European Economic Community (1942)

Excerpts from the introduction by Professor-Doktor Heinrich Hunke, Economic Adviser to the Gauleiter of Greater Berlin (Dr. Josef Goebbels), President of the Berlin Association of Merhchants and Industrialists.

“Politically the three power pact has restored to honour the age old concepts of life, people and living space and secured a natural order and neighbourly coexistence as the ideal of the New Order for the peoples of Europe. Militarily the basis of English economic policy…is shattered”

“State economic leadership …forms the core of the new theory and practice. It replaces the autonomic egotism and automatic, self-acting laws of the Anglo Saxon theory”

“It contains secondly the obligation that from considerations of European freedom, continental Europe must receive first loyalty in all economic transactions”.

“The old industrialising tendencies which owed their rise to the falling prices of agricultural and raw material producing countries must now belong to the past”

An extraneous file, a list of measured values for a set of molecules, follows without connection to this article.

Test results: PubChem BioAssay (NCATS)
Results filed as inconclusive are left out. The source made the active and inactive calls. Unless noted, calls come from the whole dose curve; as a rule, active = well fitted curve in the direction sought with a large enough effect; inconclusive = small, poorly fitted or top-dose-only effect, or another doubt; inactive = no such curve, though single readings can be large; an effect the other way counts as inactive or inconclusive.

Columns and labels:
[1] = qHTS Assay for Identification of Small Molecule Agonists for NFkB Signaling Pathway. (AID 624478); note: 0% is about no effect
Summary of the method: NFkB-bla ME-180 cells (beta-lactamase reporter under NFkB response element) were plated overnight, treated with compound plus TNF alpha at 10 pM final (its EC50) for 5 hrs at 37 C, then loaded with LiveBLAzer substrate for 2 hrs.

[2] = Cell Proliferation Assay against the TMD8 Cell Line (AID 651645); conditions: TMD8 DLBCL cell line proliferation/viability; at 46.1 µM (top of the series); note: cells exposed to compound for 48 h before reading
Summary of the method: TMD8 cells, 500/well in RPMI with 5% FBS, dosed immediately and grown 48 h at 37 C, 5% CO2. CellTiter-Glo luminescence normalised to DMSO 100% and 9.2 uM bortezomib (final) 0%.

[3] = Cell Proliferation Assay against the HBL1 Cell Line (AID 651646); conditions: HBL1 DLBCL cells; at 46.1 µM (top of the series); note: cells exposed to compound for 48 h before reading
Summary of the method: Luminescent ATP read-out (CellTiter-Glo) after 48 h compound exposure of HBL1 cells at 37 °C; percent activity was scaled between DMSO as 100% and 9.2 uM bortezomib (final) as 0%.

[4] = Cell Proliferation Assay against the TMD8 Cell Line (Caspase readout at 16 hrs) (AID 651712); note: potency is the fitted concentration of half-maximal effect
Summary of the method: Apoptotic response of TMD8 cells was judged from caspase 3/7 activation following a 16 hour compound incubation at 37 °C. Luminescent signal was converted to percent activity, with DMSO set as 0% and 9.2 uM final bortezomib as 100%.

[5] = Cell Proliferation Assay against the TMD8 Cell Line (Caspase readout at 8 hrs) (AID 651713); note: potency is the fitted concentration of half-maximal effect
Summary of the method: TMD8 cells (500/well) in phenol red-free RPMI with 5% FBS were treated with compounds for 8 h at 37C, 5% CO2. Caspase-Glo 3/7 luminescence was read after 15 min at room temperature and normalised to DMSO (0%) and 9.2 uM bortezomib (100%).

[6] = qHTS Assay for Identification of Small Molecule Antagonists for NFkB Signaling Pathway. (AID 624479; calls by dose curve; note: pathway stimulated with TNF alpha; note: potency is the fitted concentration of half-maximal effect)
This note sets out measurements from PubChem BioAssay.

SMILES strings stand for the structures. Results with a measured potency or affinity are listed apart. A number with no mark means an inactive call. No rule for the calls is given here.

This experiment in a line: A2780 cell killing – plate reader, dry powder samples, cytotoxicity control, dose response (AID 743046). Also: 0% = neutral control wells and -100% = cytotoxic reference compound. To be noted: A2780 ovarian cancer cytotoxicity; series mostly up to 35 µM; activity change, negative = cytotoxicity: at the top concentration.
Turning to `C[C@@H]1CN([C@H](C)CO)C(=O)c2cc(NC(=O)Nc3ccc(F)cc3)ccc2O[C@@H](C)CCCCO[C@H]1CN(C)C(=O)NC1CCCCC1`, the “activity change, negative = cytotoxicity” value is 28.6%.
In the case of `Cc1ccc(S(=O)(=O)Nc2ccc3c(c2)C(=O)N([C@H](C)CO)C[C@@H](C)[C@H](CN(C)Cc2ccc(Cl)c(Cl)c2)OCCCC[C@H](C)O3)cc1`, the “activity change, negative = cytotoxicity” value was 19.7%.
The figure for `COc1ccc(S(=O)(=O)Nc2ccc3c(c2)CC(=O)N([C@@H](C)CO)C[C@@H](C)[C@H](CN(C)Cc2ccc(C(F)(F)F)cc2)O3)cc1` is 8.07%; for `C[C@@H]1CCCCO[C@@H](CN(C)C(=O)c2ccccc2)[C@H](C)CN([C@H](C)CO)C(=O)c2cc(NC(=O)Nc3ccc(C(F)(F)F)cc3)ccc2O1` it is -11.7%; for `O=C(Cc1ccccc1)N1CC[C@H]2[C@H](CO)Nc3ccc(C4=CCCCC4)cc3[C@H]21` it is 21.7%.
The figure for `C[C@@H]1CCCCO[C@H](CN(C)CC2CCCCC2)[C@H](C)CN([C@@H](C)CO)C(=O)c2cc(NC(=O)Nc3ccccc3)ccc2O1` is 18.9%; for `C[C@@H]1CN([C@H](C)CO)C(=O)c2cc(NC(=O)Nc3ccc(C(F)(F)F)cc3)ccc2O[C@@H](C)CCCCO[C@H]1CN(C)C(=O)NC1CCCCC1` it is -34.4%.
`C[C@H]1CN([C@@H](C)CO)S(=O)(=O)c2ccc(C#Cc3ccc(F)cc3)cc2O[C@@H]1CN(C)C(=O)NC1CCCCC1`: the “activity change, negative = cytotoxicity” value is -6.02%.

“With an assured demand for agricultural products and raw materials at reasonable prices, a great increase in prosperity has arisen….”

Excerpts from the paper “The Economic Face of the New Europe” by Walther Funk, Reichsminister for the Economy, President of the Reichsbank and Minister for Post War Planning. (talking of the time before the establishment of the Nazi’s EEC)

“Buyers were lacking who were ready to take significant quantities at stable prices”; “self sufficiency in food supplies was lost”; “…securing basic supplies of food and raw materials … a true economic freedom”.

” This space* can however feed and clothe them and amply supply them with all necessary goods”
(* Space = Raum, the European Lebensraum or living space)

“Also the basis of food production, taking into account the possibility of infrastructure improvement, is completely sufficient”.

“Nevertheless as trade within the great economic area, it will enjoy all the advantages of a state-controlled market. The farmer in Norway, the market gardener in Holland and the Danish poultry breeder will need have no concern that they can dispose of their produce or have it left on their hands. They also need not worry that the price will fairly reward their efforts. They will know that their production and sales prospects are secured by inter-state treaties and that there is no more room for speculators and crises”.

The Same but Different